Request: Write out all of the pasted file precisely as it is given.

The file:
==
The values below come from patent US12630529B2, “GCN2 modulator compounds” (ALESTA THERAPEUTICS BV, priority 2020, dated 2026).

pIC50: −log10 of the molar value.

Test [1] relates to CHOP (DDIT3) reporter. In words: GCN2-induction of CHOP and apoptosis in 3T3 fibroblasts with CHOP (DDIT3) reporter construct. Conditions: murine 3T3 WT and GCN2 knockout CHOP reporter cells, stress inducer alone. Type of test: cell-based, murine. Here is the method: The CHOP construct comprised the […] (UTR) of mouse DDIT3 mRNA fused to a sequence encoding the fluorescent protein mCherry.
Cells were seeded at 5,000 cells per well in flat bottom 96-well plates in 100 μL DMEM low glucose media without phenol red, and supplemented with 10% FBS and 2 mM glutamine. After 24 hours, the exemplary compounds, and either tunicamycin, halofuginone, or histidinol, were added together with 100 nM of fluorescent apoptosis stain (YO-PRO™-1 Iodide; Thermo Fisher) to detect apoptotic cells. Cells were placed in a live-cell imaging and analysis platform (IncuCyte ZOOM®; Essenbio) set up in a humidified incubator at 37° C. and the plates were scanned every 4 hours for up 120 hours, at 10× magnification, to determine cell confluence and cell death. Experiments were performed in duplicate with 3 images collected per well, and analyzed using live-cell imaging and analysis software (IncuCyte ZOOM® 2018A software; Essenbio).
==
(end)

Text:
The values below come from patent US12630529B2, “GCN2 modulator compounds” (ALESTA THERAPEUTICS BV, priority 2020, dated 2026).

pIC50: −log10 of the molar value.

Test [1] relates to CHOP (DDIT3) reporter. In words: GCN2-induction of CHOP and apoptosis in 3T3 fibroblasts with CHOP (DDIT3) reporter construct. Conditions: murine 3T3 WT and GCN2 knockout CHOP reporter cells, stress inducer alone. Type of test: cell-based, murine. Here is the method: The CHOP construct comprised the […] (UTR) of mouse DDIT3 mRNA fused to a sequence encoding the fluorescent protein mCherry.
Cells were seeded at 5,000 cells per well in flat bottom 96-well plates in 100 μL DMEM low glucose media without phenol red, and supplemented with 10% FBS and 2 mM glutamine. After 24 hours, the exemplary compounds, and either tunicamycin, halofuginone, or histidinol, were added together with 100 nM of fluorescent apoptosis stain (YO-PRO™-1 Iodide; Thermo Fisher) to detect apoptotic cells. Cells were placed in a live-cell imaging and analysis platform (IncuCyte ZOOM®; Essenbio) set up in a humidified incubator at 37° C. and the plates were scanned every 4 hours for up 120 hours, at 10× magnification, to determine cell confluence and cell death. Experiments were performed in duplicate with 3 images collected per well, and analyzed using live-cell imaging and analysis software (IncuCyte ZOOM® 2018A software; Essenbio).